nor authorized but was intentionally done in accordance with established jail procedures. The Fifth
Circuit concluded these actions would, if true, amount to a due process violation.
The decision in Foulds pre-dates Sandin v. Conner and thus was decided without Sandin’s
guidance regarding the determination of the existence of liberty interests protected by the Due
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Process Clause. In Sandin, the Supreme Court held the States may, under certain circumstances,
create liberty interests which are protected by the Due Process Clause, but these interests will be
generally limited to freedom from restraint which, while not exceeding the sentence in such an
unexpected manner as to give rise to protection by the Due Process Clause of its own force,
nonetheless imposes atypical and significant hardship on the inmate in relation to the ordinary
incidents of prison life.
While some prior cases held the mandatory or discretionary language of the regulations
involved determined whether or not a liberty interest existed, the Supreme Court announced in
Sandin that this analytical framework has “strayed from the real concerns undergirding the liberty
protected by the Due Process Clause.” Rather than examining the language of the regulations, the
Supreme Court specifically disapproved of the mandatory or discretionary language analysis, stating
the operative interest involved was the nature of the deprivation. Sandin, 115 S.Ct. at 2300 n.5. In
other words, those deprivations—the punishments imposed as a result of the challenged disciplinary
case—which do not exceed the prisoner’s sentence in such an unexpected manner as to give rise to
protection by the Due Process Clause of its own force, and which do not impose atypical or
significant hardships upon the prisoner in relation to the ordinary incidents of prison life, do not
implicate any constitutionally protected liberty interests.
The Supreme Court cited Vitek v. Jones, 445 U.S. 480 (1980) (transfer to mental hospital
triggers Due Process Clause) and Washington v. Harper, 494 U.S. 210, 221-222 (1990) (involuntary
administration of psychotropic drugs implicates Due Process Clause), as examples of restraints
which trigger the Due Process Clause of their own force, but stated the incarceration in disciplinary
segregation present in Sandin did not create the type of deprivation in which the State might have
created a liberty interest. Sandin, 115 S.Ct. at 2297 n.4, 2299–300. As a result, the Supreme Court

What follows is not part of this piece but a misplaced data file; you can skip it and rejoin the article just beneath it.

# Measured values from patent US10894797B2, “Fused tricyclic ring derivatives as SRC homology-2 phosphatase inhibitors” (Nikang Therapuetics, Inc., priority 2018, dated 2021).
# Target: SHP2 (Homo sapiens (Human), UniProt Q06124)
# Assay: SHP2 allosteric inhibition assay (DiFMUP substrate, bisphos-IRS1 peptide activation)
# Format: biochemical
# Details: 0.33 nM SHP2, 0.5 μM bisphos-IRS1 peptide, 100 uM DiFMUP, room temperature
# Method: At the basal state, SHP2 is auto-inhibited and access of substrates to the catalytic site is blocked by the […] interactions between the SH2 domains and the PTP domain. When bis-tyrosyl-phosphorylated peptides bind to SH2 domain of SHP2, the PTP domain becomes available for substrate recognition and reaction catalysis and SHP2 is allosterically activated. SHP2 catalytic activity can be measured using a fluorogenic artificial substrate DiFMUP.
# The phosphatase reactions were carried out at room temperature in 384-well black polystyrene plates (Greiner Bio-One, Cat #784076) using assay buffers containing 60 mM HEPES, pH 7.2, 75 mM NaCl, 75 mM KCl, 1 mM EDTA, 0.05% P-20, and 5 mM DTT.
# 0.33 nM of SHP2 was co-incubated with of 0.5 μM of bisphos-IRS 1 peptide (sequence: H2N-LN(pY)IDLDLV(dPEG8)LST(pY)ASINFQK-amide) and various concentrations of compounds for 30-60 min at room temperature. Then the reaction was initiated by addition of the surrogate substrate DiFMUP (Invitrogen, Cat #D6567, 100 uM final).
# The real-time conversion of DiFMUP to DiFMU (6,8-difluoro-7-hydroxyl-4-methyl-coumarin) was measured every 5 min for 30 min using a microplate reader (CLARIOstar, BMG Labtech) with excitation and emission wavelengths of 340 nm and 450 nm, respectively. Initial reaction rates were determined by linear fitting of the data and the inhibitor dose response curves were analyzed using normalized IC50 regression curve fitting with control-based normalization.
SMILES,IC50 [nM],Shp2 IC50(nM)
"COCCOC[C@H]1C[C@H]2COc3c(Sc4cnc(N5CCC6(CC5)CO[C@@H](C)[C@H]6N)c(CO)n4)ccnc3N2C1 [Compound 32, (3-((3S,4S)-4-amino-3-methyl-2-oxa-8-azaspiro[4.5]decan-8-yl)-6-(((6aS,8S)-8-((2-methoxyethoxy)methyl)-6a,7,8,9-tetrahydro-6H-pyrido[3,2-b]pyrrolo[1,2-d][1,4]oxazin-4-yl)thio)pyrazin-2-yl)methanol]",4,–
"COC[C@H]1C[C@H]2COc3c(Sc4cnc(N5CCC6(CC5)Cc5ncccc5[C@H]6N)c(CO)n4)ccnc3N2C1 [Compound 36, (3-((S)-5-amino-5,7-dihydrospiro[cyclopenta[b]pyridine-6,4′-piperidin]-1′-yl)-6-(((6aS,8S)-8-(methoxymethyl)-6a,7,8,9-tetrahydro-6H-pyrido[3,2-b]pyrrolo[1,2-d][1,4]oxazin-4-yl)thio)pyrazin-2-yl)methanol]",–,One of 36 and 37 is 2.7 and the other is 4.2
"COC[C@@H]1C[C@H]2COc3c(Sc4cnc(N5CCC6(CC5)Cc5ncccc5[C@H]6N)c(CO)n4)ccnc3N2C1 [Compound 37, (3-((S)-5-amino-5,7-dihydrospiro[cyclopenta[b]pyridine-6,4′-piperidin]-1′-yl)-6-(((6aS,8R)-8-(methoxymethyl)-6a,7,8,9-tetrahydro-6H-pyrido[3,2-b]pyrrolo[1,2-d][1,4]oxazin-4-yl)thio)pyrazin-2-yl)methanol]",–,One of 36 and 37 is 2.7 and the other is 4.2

held neither the prison regulations at issue nor the Due Process Clause itself afforded the inmate a
protected liberty interest entitling him to the procedural protections of Wolff v. McDonnell, 418 U.S.
539, 563–66 (1974). Sandin, 115 S.Ct. at 2302. The fact the plaintiff was not permitted to call
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witnesses at his disciplinary hearing was not sufficient to accord him relief because no protected
liberty interest was at stake.
The punishments imposed upon the plaintiff in Foulds included 15 days of solitary
confinement, and restrictions upon commissary, telephone, and visitation privileges. Because
Foulds pre-dated Sandin, the court did not consider whether these punishments implicated any
constitutionally protected liberty interests and thus triggered due process protections.
In Lewis v. Dretke, 54 F.App’x 795 (5th Cir. 2002), the Fifth Circuit held that 30 days of cell
and commissary restrictions (including loss of recreation and library privileges as well as the ability
to attend religious services), 90 days loss of telephone privileges, 15 days of solitary confinement,
and a reduction in classification and custodial status did not implicate any constitutionally protected
liberty interests and thus did not trigger due process protections. See also Malchi v. Thaler, 211
F.3d 953, 958 (5th Cir. 2000) (30-day loss of commissary privileges and cell restriction do not
implicate due process concerns).
None of the punishments imposed upon the plaintiff in Foulds appear to implicate any
constitutionally protected liberty interests. Thus, the court’s holding that the plaintiff’s claims could